27. A system for determining incipient mechanical failure of an object, comprising:
a broadband transducer for insonifying the object with ultrasonic energy at a selected fundamental frequency through at least one of a backscatter scan and a surface wave scan;
said broadband transducer focused so as to detect amplitude data from the insonified object at said fundamental frequency and a second harmonic of said fundamental frequency;
a pulser receiver for receiving detected signals from said transducer; and
a data acquisition computer for storing said amplitude data at said fundamental frequency and a second harmonic of said fundamental frequency in a digitized format,
wherein said stored amplitude data at said fundamental frequency and said second harmonic frequency is used to generate a non-linear acoustic image, and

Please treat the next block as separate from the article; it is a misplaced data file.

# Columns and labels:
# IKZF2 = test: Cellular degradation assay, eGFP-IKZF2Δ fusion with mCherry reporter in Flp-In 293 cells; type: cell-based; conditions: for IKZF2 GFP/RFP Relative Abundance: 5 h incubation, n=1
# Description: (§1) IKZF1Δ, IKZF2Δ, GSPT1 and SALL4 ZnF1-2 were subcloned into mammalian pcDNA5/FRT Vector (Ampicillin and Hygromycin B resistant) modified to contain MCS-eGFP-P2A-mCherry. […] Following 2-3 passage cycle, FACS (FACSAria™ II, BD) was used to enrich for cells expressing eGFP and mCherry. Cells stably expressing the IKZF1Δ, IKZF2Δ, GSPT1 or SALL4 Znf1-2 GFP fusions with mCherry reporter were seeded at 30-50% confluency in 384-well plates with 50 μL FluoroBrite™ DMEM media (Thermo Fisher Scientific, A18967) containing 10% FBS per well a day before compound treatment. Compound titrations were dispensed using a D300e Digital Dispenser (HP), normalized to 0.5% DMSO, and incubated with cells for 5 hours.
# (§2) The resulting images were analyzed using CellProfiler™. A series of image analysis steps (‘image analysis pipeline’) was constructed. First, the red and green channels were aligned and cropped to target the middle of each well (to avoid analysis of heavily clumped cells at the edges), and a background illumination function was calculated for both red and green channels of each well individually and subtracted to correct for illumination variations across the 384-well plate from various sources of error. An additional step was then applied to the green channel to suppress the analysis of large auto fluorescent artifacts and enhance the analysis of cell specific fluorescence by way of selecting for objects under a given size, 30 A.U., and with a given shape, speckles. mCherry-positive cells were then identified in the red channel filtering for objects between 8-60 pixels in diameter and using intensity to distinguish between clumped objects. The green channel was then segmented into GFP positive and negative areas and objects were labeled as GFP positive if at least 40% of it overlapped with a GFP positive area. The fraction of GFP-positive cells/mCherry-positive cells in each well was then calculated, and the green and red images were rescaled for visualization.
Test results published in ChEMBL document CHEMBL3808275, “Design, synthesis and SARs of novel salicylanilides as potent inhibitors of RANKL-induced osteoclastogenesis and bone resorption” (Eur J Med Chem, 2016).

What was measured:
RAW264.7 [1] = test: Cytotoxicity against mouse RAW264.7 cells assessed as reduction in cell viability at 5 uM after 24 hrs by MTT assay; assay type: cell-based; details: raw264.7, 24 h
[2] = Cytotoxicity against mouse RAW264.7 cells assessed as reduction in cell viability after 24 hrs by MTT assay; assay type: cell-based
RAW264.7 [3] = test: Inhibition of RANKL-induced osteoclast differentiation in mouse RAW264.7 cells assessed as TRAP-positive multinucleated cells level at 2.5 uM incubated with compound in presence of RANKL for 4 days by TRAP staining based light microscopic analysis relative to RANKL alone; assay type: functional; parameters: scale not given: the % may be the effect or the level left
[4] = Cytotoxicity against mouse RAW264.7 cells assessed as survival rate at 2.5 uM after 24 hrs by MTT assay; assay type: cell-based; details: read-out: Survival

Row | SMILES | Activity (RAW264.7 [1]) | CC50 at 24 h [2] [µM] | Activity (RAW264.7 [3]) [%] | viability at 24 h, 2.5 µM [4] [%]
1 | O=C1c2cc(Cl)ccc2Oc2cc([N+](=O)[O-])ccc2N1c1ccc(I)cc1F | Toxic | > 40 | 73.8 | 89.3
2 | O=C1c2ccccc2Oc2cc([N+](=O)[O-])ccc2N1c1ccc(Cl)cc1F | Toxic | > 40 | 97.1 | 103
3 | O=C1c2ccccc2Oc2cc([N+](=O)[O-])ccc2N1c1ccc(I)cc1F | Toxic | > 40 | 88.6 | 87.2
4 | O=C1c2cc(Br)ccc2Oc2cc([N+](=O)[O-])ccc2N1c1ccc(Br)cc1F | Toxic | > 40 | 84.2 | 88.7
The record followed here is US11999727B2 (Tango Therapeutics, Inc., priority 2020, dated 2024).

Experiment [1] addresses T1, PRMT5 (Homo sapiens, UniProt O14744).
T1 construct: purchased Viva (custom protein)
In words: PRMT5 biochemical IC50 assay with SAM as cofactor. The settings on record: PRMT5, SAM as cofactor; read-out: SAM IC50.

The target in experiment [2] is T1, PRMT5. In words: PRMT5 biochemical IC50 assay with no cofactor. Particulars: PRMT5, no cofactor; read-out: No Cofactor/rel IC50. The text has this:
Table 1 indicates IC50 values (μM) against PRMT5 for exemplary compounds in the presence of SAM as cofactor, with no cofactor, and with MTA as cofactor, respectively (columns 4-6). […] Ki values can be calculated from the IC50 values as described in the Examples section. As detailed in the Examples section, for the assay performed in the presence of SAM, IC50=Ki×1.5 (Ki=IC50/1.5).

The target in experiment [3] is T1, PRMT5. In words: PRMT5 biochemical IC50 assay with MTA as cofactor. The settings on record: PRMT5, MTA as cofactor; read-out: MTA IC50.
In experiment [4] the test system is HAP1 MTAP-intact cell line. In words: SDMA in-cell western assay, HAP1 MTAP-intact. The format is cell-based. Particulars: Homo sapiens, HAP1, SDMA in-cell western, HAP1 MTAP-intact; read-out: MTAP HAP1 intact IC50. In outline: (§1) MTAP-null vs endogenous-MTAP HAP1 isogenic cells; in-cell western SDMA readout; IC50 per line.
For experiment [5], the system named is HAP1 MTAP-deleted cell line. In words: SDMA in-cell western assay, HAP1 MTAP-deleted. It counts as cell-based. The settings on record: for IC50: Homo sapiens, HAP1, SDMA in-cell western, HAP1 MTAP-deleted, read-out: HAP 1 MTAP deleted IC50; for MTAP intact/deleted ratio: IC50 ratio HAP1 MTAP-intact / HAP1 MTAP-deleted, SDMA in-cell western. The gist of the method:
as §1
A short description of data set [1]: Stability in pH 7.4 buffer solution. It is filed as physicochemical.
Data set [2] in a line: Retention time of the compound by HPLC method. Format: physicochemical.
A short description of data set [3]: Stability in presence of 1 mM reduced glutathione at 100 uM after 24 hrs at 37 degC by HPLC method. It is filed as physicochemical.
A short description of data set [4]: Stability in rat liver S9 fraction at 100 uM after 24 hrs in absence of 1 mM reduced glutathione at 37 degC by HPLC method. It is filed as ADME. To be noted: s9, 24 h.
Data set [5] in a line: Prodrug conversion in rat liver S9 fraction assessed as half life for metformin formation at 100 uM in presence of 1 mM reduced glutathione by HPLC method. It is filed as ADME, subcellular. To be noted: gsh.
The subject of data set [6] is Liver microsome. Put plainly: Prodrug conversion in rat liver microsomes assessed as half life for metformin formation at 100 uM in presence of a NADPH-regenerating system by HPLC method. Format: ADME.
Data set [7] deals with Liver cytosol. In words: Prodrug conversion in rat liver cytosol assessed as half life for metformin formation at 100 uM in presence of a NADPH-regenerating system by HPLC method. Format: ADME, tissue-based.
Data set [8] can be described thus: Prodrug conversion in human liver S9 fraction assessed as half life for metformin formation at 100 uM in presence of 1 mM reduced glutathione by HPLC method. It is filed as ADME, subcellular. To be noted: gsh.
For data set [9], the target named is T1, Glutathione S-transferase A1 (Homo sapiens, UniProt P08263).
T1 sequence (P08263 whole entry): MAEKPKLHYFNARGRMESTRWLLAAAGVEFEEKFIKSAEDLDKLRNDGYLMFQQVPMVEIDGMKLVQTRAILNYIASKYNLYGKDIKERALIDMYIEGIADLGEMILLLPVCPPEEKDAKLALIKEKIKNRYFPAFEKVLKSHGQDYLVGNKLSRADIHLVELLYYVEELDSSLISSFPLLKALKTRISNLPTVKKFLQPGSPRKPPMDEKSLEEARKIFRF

wherein said transducer emits an excitation pulse having a pulse length of at least 10λ, wherein λ is the wavelength of said excitation pulse at said fundamental frequency.
28. The system of claim 27, wherein for a backscatter scan, said transducer is focused to a depth within the object of at least about 20λ with respect to an outer surface of the object.
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US10/692,608 US6988410B2 (en) 2003-10-24 2003-10-24 Inspection method and apparatus for determining incipient mechanical failure
CA 2484407 CA2484407C (en) 2003-10-24 2004-10-12 Inspection method and apparatus for determining incipient mechanical failure
SG200406191A SG111257A1 (en) 2003-10-24 2004-10-22 Inspection method and apparatus for determining incipient mechanical failure
EP20040256524 EP1526379B1 (en) 2003-10-24 2004-10-22 Inspection method and apparatus for determining incipient mechanical failure
JP2004307782A JP4648676B2 (en) 2003-10-24 2004-10-22 Inspection method and apparatus for determining initial mechanical failure
BRPI0404660 BRPI0404660A (en) 2003-10-24 2004-10-22 inspection method and device for determining incipient mechanical failures
DE200460025435 DE602004025435D1 (en) 2003-10-24 2004-10-22 Apparatus and method for checking for starting mechanical errors